Other unclassified nuclear aberrations including nuclei with a small hole (donut shaped) in bone marrow cells treated with pingyangmycin or BrdU, abnormal nuclear morphology and giant nuclei induced by chemotherapeutics such as doxorubicin. All these nuclear aberrations could be viewed as unique cellular phenotypes. Their relations to nuclear integrity, genome stability, and chromosomal abnormalities and clinical implications for cancer progression and treatment response need to be systematically analyzed [4].

Spectrum of Delineated Cytogenomic Abnormalities in Cancers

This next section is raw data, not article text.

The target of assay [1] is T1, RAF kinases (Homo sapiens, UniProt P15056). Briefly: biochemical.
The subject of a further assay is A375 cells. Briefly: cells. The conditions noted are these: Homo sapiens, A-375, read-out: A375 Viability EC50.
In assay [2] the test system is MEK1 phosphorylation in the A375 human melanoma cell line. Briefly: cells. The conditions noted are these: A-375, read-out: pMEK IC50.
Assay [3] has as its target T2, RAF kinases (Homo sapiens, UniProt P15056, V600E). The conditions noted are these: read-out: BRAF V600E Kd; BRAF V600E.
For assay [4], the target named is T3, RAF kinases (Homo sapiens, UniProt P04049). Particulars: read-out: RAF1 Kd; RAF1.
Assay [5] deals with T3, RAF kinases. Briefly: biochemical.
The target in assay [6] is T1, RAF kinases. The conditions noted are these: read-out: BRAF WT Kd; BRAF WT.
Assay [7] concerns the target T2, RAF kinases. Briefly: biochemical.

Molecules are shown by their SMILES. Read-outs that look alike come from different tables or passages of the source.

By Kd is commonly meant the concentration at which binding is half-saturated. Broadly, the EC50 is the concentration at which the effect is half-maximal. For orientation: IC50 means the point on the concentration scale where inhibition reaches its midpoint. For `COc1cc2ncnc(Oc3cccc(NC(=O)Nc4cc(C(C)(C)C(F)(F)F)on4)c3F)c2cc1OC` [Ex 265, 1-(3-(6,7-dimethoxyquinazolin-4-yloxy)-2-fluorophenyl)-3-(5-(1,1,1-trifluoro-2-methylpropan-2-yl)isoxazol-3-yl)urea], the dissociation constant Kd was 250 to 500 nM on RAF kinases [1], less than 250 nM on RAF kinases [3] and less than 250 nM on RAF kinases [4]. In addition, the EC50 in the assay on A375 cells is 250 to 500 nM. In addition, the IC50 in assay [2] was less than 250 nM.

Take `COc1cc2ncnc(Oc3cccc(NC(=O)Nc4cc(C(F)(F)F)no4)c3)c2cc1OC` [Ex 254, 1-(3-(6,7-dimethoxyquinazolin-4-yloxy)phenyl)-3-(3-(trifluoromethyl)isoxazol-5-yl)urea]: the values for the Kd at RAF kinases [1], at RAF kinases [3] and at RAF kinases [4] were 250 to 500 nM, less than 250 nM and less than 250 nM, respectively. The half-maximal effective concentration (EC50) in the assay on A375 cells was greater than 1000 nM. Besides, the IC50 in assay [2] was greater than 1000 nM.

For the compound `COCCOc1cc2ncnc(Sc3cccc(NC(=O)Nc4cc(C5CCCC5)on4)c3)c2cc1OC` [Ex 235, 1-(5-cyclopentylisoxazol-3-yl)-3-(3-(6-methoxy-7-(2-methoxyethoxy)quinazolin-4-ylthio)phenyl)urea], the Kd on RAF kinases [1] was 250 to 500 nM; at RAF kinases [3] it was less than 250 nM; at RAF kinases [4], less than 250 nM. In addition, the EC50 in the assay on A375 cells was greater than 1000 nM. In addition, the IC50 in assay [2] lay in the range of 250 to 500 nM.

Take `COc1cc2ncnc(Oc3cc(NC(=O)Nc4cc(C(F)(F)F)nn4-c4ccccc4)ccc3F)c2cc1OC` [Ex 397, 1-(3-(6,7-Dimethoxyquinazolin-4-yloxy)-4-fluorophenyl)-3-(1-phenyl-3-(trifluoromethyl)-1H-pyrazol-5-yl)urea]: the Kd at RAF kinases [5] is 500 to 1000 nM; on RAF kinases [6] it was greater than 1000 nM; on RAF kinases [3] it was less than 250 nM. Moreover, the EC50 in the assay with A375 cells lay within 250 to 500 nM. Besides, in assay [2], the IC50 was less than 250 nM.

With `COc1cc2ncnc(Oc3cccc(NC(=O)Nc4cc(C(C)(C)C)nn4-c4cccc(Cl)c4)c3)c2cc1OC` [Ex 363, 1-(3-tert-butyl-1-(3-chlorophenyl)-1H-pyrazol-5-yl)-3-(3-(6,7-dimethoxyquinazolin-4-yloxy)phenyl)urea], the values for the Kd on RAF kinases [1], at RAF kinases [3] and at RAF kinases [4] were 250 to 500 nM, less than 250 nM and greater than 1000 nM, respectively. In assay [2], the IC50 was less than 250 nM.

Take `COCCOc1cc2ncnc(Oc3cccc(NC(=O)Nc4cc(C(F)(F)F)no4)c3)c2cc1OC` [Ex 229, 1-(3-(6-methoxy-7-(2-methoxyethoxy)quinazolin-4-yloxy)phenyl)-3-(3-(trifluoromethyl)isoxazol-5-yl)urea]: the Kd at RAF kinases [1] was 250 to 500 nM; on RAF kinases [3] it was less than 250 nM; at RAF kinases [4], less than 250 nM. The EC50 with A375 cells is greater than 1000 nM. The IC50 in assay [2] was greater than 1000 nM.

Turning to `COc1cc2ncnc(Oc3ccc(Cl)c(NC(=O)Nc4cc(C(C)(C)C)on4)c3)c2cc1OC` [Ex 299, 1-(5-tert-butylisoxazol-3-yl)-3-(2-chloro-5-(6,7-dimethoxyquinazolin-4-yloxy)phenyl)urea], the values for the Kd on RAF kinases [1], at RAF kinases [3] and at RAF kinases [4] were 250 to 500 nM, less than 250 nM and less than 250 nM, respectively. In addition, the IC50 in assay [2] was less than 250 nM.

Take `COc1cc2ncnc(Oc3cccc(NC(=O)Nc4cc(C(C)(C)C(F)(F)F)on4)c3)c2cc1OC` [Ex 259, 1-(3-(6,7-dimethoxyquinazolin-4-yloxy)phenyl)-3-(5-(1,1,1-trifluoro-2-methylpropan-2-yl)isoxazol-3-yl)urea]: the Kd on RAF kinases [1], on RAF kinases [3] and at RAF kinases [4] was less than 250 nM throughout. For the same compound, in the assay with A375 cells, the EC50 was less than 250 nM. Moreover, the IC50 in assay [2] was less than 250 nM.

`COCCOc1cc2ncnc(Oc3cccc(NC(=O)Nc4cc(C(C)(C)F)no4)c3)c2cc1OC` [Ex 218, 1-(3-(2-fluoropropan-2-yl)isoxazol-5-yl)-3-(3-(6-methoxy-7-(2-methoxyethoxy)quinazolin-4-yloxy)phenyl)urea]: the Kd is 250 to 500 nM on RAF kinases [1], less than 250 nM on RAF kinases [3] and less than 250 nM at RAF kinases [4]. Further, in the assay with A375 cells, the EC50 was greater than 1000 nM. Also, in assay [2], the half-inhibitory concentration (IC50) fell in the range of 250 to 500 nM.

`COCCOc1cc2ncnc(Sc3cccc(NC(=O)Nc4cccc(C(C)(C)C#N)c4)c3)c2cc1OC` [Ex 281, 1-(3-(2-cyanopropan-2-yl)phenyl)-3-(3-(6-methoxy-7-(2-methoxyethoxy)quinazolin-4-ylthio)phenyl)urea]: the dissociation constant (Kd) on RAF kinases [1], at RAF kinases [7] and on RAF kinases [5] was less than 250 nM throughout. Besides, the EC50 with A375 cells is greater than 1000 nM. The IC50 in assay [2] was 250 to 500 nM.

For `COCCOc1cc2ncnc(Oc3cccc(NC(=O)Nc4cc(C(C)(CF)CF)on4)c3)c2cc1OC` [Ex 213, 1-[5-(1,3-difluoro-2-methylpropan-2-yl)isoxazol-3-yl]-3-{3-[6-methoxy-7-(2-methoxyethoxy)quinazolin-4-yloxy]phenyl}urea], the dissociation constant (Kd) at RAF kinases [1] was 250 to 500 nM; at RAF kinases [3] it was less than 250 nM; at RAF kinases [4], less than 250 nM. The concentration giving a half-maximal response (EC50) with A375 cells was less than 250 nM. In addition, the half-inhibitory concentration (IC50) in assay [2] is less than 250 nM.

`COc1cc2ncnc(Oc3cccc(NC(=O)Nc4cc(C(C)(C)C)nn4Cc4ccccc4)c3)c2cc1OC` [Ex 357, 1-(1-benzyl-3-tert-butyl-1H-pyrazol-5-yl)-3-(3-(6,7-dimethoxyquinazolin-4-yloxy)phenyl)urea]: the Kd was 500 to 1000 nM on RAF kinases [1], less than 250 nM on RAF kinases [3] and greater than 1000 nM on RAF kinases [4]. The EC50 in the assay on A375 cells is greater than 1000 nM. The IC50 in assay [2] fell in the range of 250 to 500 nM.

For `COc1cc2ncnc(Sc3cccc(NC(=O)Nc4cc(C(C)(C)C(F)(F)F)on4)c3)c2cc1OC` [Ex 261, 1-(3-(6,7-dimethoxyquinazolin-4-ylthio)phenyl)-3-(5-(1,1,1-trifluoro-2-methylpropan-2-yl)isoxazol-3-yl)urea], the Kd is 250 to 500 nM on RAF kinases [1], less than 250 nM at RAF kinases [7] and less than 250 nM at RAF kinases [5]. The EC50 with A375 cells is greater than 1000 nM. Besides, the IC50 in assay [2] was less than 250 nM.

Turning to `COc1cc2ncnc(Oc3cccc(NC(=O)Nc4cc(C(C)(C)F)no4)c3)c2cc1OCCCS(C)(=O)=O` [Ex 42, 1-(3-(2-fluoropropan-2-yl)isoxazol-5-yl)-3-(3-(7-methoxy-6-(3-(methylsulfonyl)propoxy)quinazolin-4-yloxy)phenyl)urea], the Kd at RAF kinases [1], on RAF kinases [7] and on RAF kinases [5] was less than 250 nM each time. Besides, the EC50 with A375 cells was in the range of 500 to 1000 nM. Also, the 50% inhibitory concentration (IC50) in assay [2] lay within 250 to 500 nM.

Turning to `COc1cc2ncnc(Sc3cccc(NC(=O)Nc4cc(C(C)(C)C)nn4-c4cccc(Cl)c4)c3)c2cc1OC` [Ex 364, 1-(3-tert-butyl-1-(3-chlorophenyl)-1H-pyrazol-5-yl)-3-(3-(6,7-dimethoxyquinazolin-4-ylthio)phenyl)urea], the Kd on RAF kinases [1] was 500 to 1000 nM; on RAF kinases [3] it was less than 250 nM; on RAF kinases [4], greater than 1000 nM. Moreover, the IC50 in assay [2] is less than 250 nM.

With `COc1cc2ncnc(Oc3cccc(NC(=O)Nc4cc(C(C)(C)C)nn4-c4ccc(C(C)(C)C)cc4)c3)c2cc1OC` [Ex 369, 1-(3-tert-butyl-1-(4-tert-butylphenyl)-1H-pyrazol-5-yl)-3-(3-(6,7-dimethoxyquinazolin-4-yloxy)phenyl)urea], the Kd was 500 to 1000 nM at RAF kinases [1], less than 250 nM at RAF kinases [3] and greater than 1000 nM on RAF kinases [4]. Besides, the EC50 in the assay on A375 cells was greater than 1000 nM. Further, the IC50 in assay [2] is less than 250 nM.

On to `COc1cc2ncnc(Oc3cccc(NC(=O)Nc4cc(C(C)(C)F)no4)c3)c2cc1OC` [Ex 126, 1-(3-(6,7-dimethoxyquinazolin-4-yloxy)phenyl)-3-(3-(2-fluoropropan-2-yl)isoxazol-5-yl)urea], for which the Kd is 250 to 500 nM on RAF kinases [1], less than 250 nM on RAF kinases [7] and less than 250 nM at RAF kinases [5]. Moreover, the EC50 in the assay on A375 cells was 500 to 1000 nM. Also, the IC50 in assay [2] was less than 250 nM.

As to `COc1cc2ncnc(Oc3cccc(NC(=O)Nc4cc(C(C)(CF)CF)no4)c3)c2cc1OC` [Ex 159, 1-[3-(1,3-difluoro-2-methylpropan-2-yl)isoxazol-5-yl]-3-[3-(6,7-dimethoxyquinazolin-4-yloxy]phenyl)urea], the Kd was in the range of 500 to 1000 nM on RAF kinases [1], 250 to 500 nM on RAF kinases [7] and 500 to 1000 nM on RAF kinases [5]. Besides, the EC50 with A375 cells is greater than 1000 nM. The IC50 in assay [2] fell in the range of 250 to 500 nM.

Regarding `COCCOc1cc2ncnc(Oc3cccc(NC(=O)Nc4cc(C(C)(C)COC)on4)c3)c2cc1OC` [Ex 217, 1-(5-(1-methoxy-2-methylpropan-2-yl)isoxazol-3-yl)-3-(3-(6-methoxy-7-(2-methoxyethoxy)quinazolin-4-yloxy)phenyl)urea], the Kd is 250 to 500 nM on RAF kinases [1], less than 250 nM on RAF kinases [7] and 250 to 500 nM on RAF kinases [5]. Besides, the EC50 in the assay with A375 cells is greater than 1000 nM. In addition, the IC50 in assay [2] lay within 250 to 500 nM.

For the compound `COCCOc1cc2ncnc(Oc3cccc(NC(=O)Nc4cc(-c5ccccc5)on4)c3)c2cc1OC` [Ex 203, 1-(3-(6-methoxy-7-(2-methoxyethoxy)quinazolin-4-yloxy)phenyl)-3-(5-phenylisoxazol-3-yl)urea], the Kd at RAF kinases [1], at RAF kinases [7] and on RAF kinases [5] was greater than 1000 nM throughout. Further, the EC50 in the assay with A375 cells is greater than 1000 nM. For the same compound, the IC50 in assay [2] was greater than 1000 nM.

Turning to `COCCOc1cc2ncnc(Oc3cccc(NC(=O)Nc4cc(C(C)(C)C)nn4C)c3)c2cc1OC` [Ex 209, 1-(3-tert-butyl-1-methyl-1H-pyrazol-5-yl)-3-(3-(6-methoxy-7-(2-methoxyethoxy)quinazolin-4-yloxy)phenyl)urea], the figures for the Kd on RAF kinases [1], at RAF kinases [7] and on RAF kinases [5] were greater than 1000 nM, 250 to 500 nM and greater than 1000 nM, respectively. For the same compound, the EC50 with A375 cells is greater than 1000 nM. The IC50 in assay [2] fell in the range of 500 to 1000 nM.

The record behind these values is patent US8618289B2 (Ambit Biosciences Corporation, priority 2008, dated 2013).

Karyotyping and FISH testing have been routinely used to detect clonal chromosomal abnormalities for patients with various types of hematopoietic malignancies and solid tumors; these abnormalities including numerical abnormalities from simple aneuploidy to polyploidy, structural abnormalities from intra-chromosomal deletions, duplications, inversions and ring to complex interchromosomal rearrangements, and a combination of both [1]. Recently integrated aCGH and SNP array analyses, with increased analytical resolution to kilobase (Kb) range, can delineate the genomic coordinates and gene contents for not only all chromosomally visible numerical and structural imbalances but also submicroscopic copy number changes. This genomic information facilitates fine mapping of critical regions containing candidate tumor suppressor genes and oncogenes. The application of this cytogenomic approach characterized chromosomal and cryptic imbalances in patients with myelodysplastic syndrome and acute myeloid leukemia; clinically significant recurrent or cryptic deletions of 5q (involving the RPS14 gene), 9p21.3 (CDKN2A/CDKN2B genes), 12p12.3 (ETV6 gene), 13q14.3 (RB1 gene), 17p13 (TP53 gene), 17q11.2 (NF1 gene) and 20q, double minutes containing the MYC gene, and segmental amplification involving the MLL gene were delineated [3,5,6]. Another benefit from DNA-based aCGH analysis is the detection of recurrent chromosomal abnormalities from solid tumors frequently failed in cell culture or stored as formalin-fixed paraffin-embedded tissue blocks. For example, aCGH on DNA extracted from paraffin-embedded tissues of intravenous leiomyomatosis of the uterus detected most frequent recurrent losses and gains and defined gene contents within these regions [7]. Furthermore, clinical application of next-generation sequencing could further characterize complex chromosomal rearrangements and detect point mutations. Combined data from SNP array analysis, FISH testing and transcriptome sequencing (RNA-Seq) were used to uncover subclone markers in heterogeneous melanoma biopsies [8].